Contracts Are Impacted By Data Privacy Requirements Too: Data Privacy Trends

As I discussed earlier this week, it’s Data Privacy Week! So, it’s fitting that Cimplifi has posted the final post in their excellent data privacy series discussing how contracts are impacted by data privacy requirements!

Their final article in the data privacy series (Chances Are, Your Contracts Are Impacted By Data Privacy Requirements Too) discusses how contracts are impacted by data privacy requirements and the importance of having a sound contract analytics and management process to address potential contract changes quickly and effectively.

Did you know that if you’re involved in a contract where personal data of European data subjects is involved, the contract needs to be compliant with GDPR? And if there’s a not a contract where European data subject personal data is being processed, you probably need one! The main paragraph of Article 28, section 3 of GDPR states:


“Processing by a processor shall be governed by a contract or other legal act under Union or Member State law, that is binding on the processor with regard to the controller and that sets out the subject-matter and duration of the processing, the nature and purpose of the processing, the type of personal data and categories of data subjects and the obligations and rights of the controller.” {emphasis added}

There’s a lot more to know about requirements stipulated by Article 28 as their article discusses.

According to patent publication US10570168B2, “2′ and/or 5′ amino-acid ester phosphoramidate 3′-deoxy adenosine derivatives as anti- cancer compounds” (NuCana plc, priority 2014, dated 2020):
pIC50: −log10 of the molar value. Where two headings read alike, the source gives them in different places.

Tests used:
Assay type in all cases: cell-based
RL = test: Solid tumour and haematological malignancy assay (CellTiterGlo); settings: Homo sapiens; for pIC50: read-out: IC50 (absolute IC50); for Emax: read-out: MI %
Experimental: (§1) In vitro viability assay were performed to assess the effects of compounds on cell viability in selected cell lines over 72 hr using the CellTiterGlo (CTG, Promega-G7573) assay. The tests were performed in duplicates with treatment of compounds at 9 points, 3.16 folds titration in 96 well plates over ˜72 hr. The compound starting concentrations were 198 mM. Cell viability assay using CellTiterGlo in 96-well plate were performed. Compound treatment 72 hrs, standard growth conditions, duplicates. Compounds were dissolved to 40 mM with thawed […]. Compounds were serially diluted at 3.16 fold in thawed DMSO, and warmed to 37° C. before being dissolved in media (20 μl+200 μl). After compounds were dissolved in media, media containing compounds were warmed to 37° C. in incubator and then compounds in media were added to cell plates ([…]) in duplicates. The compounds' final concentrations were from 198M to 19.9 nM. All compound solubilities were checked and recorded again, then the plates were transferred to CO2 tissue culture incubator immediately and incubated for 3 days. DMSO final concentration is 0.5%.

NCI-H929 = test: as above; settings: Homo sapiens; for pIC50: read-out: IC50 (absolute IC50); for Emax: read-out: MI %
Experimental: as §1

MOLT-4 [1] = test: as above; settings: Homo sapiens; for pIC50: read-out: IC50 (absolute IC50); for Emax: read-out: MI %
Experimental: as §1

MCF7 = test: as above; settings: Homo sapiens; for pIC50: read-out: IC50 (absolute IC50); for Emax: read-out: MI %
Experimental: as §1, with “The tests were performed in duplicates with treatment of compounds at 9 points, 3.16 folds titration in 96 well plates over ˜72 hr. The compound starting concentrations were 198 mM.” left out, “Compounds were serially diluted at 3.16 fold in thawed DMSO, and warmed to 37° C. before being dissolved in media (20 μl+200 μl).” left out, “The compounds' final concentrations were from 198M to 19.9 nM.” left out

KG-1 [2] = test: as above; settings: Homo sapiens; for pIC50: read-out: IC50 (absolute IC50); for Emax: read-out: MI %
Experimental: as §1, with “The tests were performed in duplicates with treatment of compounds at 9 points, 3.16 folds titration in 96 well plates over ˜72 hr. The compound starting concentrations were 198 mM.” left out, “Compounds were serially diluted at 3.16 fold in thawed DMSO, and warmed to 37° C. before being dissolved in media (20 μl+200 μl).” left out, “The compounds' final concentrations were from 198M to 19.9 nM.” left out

So, what else do you need to know about how contracts are impacted by data privacy requirements? And what do you need to know about updating contracts to comply with those requirements? Find out that and more here! And please share any comments you might have or if you’d like to know more about a particular topic. Happy Data Privacy Week! Please celebrate responsibly.  😉

BTW, if you’re wondering who the heck “Cimplifi” is, click here! 😀

Disclosure: Cimplifi is an Educational Partner and sponsor of eDiscovery Today

Disclaimer: The views represented herein are exclusively the views of the authors and speakers themselves, and do not necessarily represent the views held by my employer, my partners or my clients. eDiscovery Today is made available solely for educational purposes to provide general information about general eDiscovery principles and not to provide specific legal advice applicable to any particular circumstance. eDiscovery Today should not be used as a substitute for competent legal advice from a lawyer you have retained and who has agreed to represent you.

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